Everyone has a September 11 story -- whether it's an eerie
coincidence, a "where I was when I found out," or a "my neighbor was there" --
but perhaps none can tell the story of that fateful day quite like someone who
was in Manhattan when the Twin Towers collapsed. Steven Fetter, who grew up and
worked in the city, has a story like that.
My Sunday at Fringe began with "Next Fall," a Geoffrey
Nauffts play directed by Thomas Markham and staged at
TheatreROCS. The show is about a group of family and
friends struggling to reconcile differences in faith and sexuality.
Hallie Flanagan is not a well-known name today, but in the
1930's she was vastly influential as the director of the Federal Theatre
Project, a WPA initiative that sought to employ actors, writers, designers, and
other out-of-work theater professionals by assigning them to "theater
enterprises" throughout the United States, many in areas that had never seen a
live play before. The project was a great success, but to New Deal-hating
politicians, subsidizing "culture" -- including plays that seemed to have a
leftist political message -- was an unpatriotic waste of money.
I started off day three of Fringe by catching a screening of
the little-seen documentary, "Muddy Track" at the Dryden Theatre -- the
only Fringe event held at that venue this year. Scheduled as part of the
Dryden's series on the films of Bernard Shakey (the
pseudonym used by musician Neil Young in his little-known career as an
independent film director), the screening was retrofitted to fit the Fringe
lineup and the film makes a great addition.
It was sort of a bummer that only about a dozen people
attended the first staging of "The A-is-for-Abortion Play" at the TheatreROCS venue, which can hold an audience of 700. The
meager attendance might be explained by Fringe-goers wanting to spend their
Saturday afternoon on more uplifting productions, but the show's subject is an
ever-important one -- and this point was hammered home a few times in the course
of the story.
Every year at the Fringe, I look forward to attending the RIT
Student Honors Showcase, the annual event held at The Little Theatre that
highlights student work from RIT's School of Film and Animation. It's always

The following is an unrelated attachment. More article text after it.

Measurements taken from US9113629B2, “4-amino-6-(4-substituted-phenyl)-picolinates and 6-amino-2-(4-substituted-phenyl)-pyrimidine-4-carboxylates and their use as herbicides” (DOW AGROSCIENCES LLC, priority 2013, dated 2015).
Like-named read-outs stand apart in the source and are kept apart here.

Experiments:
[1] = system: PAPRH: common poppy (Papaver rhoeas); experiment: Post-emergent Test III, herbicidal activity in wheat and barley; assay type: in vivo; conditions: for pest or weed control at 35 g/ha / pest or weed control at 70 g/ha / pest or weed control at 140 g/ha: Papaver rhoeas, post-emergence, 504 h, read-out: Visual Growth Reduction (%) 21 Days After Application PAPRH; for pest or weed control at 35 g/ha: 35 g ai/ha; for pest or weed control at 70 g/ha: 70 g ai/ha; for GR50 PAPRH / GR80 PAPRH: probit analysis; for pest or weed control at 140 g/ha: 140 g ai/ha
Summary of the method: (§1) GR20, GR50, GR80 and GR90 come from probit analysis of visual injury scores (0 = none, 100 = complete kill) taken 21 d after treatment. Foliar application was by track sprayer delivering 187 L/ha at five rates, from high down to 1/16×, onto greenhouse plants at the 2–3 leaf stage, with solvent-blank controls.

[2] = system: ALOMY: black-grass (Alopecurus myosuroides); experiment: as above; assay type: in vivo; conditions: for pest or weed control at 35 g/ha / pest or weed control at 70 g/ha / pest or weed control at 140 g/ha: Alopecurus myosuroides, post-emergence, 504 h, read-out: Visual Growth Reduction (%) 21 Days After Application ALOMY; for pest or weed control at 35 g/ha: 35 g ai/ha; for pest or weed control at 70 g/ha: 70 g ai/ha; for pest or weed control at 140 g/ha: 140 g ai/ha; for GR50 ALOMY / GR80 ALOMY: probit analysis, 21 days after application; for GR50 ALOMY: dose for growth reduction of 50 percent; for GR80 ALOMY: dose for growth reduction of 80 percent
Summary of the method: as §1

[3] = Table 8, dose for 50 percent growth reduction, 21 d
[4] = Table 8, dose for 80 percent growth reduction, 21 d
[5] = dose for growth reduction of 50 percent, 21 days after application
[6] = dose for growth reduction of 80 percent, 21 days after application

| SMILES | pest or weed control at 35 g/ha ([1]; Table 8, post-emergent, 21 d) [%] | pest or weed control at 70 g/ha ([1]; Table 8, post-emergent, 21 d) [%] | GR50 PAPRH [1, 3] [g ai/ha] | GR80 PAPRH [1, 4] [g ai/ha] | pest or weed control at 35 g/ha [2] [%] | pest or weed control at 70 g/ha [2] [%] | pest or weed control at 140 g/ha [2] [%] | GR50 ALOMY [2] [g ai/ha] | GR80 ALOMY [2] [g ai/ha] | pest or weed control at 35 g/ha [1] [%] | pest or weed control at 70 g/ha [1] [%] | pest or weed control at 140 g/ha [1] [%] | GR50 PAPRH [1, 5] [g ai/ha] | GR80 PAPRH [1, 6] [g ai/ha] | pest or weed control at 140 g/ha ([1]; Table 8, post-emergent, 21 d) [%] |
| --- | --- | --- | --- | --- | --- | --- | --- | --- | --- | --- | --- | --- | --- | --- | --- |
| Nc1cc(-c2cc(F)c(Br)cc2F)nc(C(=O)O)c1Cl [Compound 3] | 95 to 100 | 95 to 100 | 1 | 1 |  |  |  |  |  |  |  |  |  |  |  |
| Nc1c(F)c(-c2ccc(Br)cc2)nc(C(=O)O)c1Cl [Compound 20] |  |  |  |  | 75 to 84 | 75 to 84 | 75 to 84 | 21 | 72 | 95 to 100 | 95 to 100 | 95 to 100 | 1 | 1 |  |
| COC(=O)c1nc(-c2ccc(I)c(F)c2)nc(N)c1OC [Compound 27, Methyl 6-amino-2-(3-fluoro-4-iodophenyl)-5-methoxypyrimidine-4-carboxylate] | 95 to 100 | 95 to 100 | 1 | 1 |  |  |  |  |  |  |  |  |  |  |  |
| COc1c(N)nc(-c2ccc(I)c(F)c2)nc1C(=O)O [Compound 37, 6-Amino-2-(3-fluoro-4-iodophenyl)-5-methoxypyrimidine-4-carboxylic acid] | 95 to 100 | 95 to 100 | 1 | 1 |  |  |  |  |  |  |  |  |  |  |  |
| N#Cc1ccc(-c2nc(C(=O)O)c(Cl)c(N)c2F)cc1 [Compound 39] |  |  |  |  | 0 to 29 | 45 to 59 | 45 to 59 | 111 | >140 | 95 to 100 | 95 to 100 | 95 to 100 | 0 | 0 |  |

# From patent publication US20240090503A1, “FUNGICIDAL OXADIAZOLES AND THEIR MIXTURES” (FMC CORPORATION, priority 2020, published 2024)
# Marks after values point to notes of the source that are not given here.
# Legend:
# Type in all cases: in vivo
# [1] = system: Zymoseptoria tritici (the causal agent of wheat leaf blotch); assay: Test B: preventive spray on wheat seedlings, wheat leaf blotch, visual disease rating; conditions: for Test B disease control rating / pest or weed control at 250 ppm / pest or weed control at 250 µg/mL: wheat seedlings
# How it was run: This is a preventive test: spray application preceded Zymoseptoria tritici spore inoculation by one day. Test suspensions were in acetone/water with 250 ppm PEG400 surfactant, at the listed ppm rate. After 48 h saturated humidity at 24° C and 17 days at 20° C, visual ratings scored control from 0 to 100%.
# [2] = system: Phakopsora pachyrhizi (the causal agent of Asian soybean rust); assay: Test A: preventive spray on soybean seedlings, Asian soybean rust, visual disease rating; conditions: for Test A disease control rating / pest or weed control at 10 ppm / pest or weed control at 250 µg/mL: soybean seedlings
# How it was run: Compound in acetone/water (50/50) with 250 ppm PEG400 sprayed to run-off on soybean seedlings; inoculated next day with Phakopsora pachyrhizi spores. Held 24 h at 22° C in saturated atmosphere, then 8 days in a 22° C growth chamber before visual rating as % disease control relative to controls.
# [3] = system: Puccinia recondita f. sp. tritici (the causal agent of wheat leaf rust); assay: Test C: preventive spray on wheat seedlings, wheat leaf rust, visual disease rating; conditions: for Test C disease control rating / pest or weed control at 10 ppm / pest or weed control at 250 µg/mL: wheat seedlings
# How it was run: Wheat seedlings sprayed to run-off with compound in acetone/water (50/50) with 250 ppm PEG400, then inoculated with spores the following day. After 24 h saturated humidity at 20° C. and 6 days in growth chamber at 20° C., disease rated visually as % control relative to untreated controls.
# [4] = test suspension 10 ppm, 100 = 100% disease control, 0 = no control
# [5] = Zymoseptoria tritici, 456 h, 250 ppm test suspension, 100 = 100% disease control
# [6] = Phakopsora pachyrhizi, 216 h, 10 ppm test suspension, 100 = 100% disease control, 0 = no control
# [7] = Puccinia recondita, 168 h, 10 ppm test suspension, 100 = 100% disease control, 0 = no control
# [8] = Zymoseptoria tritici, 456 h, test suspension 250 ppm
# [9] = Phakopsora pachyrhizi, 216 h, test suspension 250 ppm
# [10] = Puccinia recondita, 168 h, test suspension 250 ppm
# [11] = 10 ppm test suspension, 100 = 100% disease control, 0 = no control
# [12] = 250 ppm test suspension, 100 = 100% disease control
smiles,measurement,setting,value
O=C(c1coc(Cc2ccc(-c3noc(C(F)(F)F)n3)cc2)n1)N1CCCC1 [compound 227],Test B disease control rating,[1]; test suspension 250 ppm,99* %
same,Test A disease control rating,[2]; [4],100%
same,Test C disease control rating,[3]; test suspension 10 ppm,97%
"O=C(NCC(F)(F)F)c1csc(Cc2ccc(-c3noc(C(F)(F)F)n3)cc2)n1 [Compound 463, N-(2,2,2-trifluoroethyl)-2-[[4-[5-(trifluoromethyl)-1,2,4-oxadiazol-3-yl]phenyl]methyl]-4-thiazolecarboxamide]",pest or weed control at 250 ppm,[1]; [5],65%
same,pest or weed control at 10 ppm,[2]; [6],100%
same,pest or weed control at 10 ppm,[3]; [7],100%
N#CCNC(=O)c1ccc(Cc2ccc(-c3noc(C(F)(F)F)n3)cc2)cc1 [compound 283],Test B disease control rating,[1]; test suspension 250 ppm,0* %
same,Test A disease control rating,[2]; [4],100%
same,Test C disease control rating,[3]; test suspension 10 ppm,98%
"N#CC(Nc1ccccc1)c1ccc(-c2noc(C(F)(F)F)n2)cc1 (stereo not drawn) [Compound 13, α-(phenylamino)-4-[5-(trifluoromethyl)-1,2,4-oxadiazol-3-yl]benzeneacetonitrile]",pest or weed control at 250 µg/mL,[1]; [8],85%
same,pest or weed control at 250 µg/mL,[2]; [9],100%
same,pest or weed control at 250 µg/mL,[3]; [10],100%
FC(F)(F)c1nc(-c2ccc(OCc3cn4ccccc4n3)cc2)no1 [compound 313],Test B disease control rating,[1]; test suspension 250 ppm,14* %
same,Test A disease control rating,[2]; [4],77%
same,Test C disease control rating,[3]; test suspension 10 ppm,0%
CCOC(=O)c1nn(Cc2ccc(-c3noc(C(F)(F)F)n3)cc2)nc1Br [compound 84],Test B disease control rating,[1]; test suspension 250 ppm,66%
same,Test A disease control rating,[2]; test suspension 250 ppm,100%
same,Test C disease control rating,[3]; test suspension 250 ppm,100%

fun to see what the talented group of up-and-coming filmmakers are up to, and
this year's program didn't disappoint.
PUSH Physical Theatre, the brainchild of artistic
directors and founders Darren and Heather Stevenson, has a satisfying
repertoire built from the local company's 16 years in existence, but it's
always exciting to see a new piece. The Fringe audience Saturday night at the School
of the Arts' main stage was shown the world premiere of "0's and 1's," a work
still in progress.
Left for Dead Improv split
my guts with its astute deadpan and quick wit. In front of a packed house at
Writers & Books, the group took shots at individual stories whose
characters had maxed out on their quirk quotient.
Admittedly, I was never a huge fan of "Little House on the
Prairie." But I knew enough about the show that I got the joke each time Alison
Arngrim (who played Nellie Oleson) referenced it
during her debut Rochester Fringe Festival performance of "Confessions of a
Prairie B;+@h" at School of the Arts.
I started the second day of Fringe with a chamber quartet, The
Chanson String Quartet to be exact, who played pieces focusing on death so
gingerly and gently that the audience in the near-empty Xerox Auditorium (the
TheatreROCS Main Stage) didn't quite know where or when to applaud. The group
played Camille Saint-Saens' "Danse Macabre," naturally, and one of my favorites
-- didn't think I had one, did you?
are more than 170 free performances and events during this year's First Niagara
Rochester Fringe Festival. So if you're looking for a night on the Fringe without
stretching your wallet, there's likely a program out there for you.
Get to know Rebecca, Leah, Adam, David, Frank, and Jake
There were almost too many performance choices on opening
night of the Fringe (a good sign, of course, for the festival's fifth year). After attending the opening night party where we toasted to the success of 500
shows taking place over the next 10 days, I headed to School of the Arts on
My first evening of Fringe began at School of the Arts, where
RAPA presented Dramatic Space's
debut production, "Somnium." The zany adventure story
started with the premise that a small group of scientists had observed that
there was more to CERN's discovery of the Higgs Boson "God Particle" than
The Spiegeltent strikes me as a steampunk spaceship sent down
to teach us the art of the spectacle. In an unrelenting fast-paced show, a sold-out
crowd was treated to Cirque Du Fringe -- jugglers, contortionists, dancers,
acrobats, slapstick comics, one guy who balanced 10 spinning plates on sticks
the way I saw it done on the Ed Sullivan Show, and two maniacs with crossbows.
Well, that was a beautiful way to start my 2016 First Niagara
Rochester Fringe Festival. A buzzing crowd filled the Strasenburgh Planetarium
for a resurrection of "Anomaly," which premiered to acclaim
at the 2013 Fringe, and has already sold out its 2016 run.